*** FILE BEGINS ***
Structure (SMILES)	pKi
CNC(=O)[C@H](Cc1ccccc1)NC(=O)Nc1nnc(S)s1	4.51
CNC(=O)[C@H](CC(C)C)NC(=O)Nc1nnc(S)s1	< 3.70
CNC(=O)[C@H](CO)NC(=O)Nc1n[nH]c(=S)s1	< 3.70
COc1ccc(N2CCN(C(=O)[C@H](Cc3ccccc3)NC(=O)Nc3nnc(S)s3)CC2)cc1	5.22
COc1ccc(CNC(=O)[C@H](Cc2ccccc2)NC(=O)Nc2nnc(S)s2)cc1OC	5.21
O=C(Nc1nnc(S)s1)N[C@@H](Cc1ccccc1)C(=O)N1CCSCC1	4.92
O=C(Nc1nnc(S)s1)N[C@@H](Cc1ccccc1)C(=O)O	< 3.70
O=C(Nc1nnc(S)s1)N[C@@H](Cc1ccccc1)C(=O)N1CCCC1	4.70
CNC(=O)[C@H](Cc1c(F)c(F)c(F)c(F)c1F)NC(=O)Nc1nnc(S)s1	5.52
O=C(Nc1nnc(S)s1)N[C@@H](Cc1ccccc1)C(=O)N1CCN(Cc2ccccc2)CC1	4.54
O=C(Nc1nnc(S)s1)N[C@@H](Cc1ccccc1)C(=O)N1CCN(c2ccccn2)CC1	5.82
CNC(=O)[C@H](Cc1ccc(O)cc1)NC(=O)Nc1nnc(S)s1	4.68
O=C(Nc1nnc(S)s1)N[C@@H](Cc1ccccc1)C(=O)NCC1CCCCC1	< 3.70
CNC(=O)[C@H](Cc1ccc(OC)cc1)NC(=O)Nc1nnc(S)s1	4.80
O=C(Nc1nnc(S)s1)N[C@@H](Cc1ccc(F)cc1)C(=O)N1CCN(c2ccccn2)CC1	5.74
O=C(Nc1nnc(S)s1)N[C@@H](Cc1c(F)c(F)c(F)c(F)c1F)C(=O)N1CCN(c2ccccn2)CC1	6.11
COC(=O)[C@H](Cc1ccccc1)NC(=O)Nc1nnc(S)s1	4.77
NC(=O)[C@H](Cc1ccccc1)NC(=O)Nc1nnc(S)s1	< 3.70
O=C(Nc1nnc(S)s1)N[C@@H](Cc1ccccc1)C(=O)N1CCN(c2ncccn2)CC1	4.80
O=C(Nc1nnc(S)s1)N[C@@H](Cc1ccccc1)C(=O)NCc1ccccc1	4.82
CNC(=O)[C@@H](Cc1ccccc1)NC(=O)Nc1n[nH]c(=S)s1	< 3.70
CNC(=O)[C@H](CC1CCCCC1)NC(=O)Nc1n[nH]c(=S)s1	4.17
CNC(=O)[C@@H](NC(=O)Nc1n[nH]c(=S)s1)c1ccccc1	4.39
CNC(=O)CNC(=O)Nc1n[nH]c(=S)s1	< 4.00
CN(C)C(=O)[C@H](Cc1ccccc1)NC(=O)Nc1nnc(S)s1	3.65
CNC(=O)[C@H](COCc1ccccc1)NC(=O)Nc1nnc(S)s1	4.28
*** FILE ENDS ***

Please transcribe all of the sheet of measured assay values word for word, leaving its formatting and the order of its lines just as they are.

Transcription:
Structure (SMILES)	pKi
CNC(=O)[C@H](Cc1ccccc1)NC(=O)Nc1nnc(S)s1	4.51
CNC(=O)[C@H](CC(C)C)NC(=O)Nc1nnc(S)s1	< 3.70
CNC(=O)[C@H](CO)NC(=O)Nc1n[nH]c(=S)s1	< 3.70
COc1ccc(N2CCN(C(=O)[C@H](Cc3ccccc3)NC(=O)Nc3nnc(S)s3)CC2)cc1	5.22
COc1ccc(CNC(=O)[C@H](Cc2ccccc2)NC(=O)Nc2nnc(S)s2)cc1OC	5.21
O=C(Nc1nnc(S)s1)N[C@@H](Cc1ccccc1)C(=O)N1CCSCC1	4.92
O=C(Nc1nnc(S)s1)N[C@@H](Cc1ccccc1)C(=O)O	< 3.70
O=C(Nc1nnc(S)s1)N[C@@H](Cc1ccccc1)C(=O)N1CCCC1	4.70
CNC(=O)[C@H](Cc1c(F)c(F)c(F)c(F)c1F)NC(=O)Nc1nnc(S)s1	5.52
O=C(Nc1nnc(S)s1)N[C@@H](Cc1ccccc1)C(=O)N1CCN(Cc2ccccc2)CC1	4.54
O=C(Nc1nnc(S)s1)N[C@@H](Cc1ccccc1)C(=O)N1CCN(c2ccccn2)CC1	5.82
CNC(=O)[C@H](Cc1ccc(O)cc1)NC(=O)Nc1nnc(S)s1	4.68
O=C(Nc1nnc(S)s1)N[C@@H](Cc1ccccc1)C(=O)NCC1CCCCC1	< 3.70
CNC(=O)[C@H](Cc1ccc(OC)cc1)NC(=O)Nc1nnc(S)s1	4.80
O=C(Nc1nnc(S)s1)N[C@@H](Cc1ccc(F)cc1)C(=O)N1CCN(c2ccccn2)CC1	5.74
O=C(Nc1nnc(S)s1)N[C@@H](Cc1c(F)c(F)c(F)c(F)c1F)C(=O)N1CCN(c2ccccn2)CC1	6.11
COC(=O)[C@H](Cc1ccccc1)NC(=O)Nc1nnc(S)s1	4.77
NC(=O)[C@H](Cc1ccccc1)NC(=O)Nc1nnc(S)s1	< 3.70
O=C(Nc1nnc(S)s1)N[C@@H](Cc1ccccc1)C(=O)N1CCN(c2ncccn2)CC1	4.80
O=C(Nc1nnc(S)s1)N[C@@H](Cc1ccccc1)C(=O)NCc1ccccc1	4.82
CNC(=O)[C@@H](Cc1ccccc1)NC(=O)Nc1n[nH]c(=S)s1	< 3.70
CNC(=O)[C@H](CC1CCCCC1)NC(=O)Nc1n[nH]c(=S)s1	4.17
CNC(=O)[C@@H](NC(=O)Nc1n[nH]c(=S)s1)c1ccccc1	4.39
CNC(=O)CNC(=O)Nc1n[nH]c(=S)s1	< 4.00
CN(C)C(=O)[C@H](Cc1ccccc1)NC(=O)Nc1nnc(S)s1	3.65
CNC(=O)[C@H](COCc1ccccc1)NC(=O)Nc1nnc(S)s1	4.28